Kevin McCloud is a designer of many things, including furniture, glassware and lighting, but not interiors - although that's what everyone thinks he does. He's also a TV presenter. He lives near Glastonbury with his wife Zani and large family
We live about 15 miles from Glastonbury in the Mendips. We're not on the festival route everyone takes coming down from London, but we are very near to Babington House so instead of cars we've got helicopter traffic. It's really funny, you just see these shuttles of helicopters going backwards and forwards.
"Our house is built out of the remains of a previous house that stood next to it, called The Great House, and we still have a medieval arch and some wonderful medieval stamped tiles in our downstairs loo, of all places, and some interesting archways and niches. There are bits of ancient building stuck around the place and it's a hoot, because you can be digging in the garden and suddenly you'll unearth a flooring slab. The thing about old buildings is you have this balance to strike between living there and using it, and on the other hand conserving what is there and making sure what you do doesn't remove history. I'm a keen conservationist and within me there is that battle all the time as to how much I intervene in the building.
"A surveyor who looked at this house when we bought it said, 'You've got a good shell, just rip everything out, start again.' I said, 'What, you mean the beams, the oak beams that have been there for 500 years?' He said, 'Yeah, yeah, they're all rubbish, get rid of the lot." I said, 'The floorboards, the old floorboards upstairs?' He said, 'They're full of holes.' I said, 'Yeah, but they're beautiful.'
"It's so easy to take these people's advice and to kowtow to the mortgage companies. But the trick is to leave it alone. It's terrible how money is the great enemy of conservation. Every generation has done something to this house, but I feel we've got it right, we've added something which I like to think is reversible.
"The house itself is 500 years old. It started life as a through-passage farmhouse - you see a lot of them in Yorkshire, the Midlands and the west of England, where you have a front door that goes through a corridor to the back door. Up a step on the left-hand side is the main living area with a big inglenook and a staircase leading to the upper storey. To the right is another room, which could have been used as a pantry but was also used to keep animals in winter.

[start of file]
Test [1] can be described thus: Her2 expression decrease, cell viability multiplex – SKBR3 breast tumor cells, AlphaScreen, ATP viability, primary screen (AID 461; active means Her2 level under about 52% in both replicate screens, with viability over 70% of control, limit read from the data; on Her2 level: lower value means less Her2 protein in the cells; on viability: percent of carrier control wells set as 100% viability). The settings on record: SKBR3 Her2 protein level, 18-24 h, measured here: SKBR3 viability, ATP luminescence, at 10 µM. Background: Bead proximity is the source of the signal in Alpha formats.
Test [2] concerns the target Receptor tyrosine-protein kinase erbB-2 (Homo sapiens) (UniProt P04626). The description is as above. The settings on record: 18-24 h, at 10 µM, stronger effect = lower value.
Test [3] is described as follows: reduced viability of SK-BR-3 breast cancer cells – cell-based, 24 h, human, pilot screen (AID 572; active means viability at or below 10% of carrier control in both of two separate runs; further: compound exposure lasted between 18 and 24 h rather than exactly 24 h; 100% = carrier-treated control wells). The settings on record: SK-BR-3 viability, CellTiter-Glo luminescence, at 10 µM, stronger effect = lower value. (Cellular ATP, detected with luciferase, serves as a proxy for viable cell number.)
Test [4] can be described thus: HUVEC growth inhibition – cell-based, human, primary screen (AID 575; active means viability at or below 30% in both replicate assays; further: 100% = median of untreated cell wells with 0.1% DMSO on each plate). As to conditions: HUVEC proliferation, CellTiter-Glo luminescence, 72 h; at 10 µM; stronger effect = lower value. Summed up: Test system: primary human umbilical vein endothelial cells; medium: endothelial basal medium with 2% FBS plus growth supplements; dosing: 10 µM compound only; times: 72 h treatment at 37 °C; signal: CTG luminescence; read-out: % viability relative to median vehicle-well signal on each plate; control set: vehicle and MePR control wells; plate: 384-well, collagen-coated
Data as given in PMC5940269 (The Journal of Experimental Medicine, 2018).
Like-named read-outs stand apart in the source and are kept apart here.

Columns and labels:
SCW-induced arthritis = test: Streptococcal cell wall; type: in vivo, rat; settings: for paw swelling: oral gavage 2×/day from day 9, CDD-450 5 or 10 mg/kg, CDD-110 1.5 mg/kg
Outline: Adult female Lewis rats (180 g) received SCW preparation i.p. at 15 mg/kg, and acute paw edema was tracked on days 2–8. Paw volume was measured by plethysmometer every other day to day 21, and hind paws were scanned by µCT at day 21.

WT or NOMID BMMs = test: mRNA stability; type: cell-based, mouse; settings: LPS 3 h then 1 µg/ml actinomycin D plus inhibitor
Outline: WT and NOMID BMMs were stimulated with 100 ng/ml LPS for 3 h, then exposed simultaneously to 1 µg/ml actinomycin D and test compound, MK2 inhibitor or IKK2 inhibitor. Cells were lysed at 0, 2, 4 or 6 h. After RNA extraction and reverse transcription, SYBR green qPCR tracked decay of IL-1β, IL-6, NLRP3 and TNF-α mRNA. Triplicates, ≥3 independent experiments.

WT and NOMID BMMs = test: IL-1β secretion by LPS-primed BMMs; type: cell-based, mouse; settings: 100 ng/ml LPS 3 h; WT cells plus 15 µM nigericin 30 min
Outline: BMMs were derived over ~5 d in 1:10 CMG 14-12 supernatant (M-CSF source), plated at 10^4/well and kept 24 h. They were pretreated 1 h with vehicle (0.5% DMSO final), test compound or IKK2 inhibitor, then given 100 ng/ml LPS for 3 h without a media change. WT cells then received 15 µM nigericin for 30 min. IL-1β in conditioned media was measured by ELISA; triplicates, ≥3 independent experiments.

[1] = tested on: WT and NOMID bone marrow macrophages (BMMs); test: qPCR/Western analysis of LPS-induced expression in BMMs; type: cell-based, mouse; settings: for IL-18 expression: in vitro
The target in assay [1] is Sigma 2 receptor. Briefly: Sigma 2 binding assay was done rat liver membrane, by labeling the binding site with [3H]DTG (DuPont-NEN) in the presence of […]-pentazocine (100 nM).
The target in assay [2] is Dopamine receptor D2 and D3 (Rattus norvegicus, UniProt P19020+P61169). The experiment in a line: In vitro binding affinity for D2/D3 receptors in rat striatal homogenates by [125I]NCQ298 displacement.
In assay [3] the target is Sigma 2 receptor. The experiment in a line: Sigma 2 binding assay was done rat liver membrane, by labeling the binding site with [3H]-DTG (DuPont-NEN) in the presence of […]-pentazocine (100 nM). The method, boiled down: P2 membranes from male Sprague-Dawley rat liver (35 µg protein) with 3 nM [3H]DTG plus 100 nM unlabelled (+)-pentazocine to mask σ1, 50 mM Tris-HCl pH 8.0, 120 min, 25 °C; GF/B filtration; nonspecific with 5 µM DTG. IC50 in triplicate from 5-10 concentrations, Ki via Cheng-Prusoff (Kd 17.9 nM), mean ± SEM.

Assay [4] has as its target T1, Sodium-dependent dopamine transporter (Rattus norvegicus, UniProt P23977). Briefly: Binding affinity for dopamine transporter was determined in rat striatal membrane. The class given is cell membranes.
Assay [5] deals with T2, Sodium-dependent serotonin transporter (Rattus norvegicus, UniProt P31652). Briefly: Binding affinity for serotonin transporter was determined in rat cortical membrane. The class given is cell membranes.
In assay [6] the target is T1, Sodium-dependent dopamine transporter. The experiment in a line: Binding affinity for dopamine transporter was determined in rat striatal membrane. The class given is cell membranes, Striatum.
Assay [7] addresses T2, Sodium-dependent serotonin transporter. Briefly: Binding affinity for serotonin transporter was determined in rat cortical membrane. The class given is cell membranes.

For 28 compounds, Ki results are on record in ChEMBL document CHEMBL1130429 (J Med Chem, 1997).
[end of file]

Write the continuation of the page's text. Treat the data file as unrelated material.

"We've recently added a 21st-century bit which is an oak gallery corridor. It's modern but the oak and the flagstone floor give it a timeless quality. It's a neutral space and there's lots of light and we're very happy with it.
"My wife Zani is an interior designer and we have very different tastes. Her business, Baer & Ingram, specialises in toile fabrics and wallpapers, whereas my taste is probably simpler, more masculine, certainly more modern. I'm not an interior designer. In the Eighties I designed furniture and did a lot of mad installations in people's houses, but I'm a designer of product, principally of lighting.
"Anyway, we argued for six years about how to decorate the house. In the end we got one room each and came to an amicable agreement on the corridor. The sitting room, which is the big family room, and the one I got to decorate, has big oak beams and a huge oak inglenook with a big black ancient woodburner that you can open out so it's like an open fire. It's a mixture of modern comfort and old stuff and fur and jewellery; stylistically you could say it's contemporary Saxon. It's all those materials you'd find in a Saxon hall - sheepskin throws, leather, stone, unpolished wood, very basic natural materials.
"We've got a big L-shaped sofa from Ligne Roset which I bought half- price in Heal's. We can get the whole family on it. Which is good since I've got five children - Laura, my niece, who lives with us, Hugo, Grace, Milo and Elsie, ranging in age from 17 to two. The sofa is grey and covered in sheepskins and fake fur.
"The lighting is all stuff I've designed, including a Sixties retro stainless-steel prototype lamp that's very tall and thin, with a big glass sphere on top of it. It's like a piece of jewellery, really beautiful, and I've got it sitting on an old cable drum. I've always had this slightly subversive nature. I've always wanted to put in things which are nothing to do with houses or interiors, which is why I had to put a cable ring into the room. It's the kind of thing you see parked in a railway siding.
"I'm very, very happy with the results and that's got to be what it's about. Good interior design isn't about showing off, it's about walking into a space and feeling like a better human being. It's about the kids getting up in the morning and knowing where everything is and having space to move around in and play. It's me walking into the sitting room in the evening and thinking, 'Yeah, I'm really looking forward to reading or watching telly or looking at the fire,' because the space is comfortable, welcoming, it excites or it relaxes, it does what it does. But it does it to you because you are the owner, you are the person that lives there.
"It's a very flexible house, in that it's got enough rooms to allow us to change what we do. The way you use a house changes enormously quickly. Rooms suddenly stop being used and others start being used, whether it's for doing homework or playing the piano or whatever. The house becomes a sort of member of the family; it kind of grows with you, which is rather wonderful."
Kevin McCloud's new book 'Choosing Colours' is published by Quadrille, £20Reuse content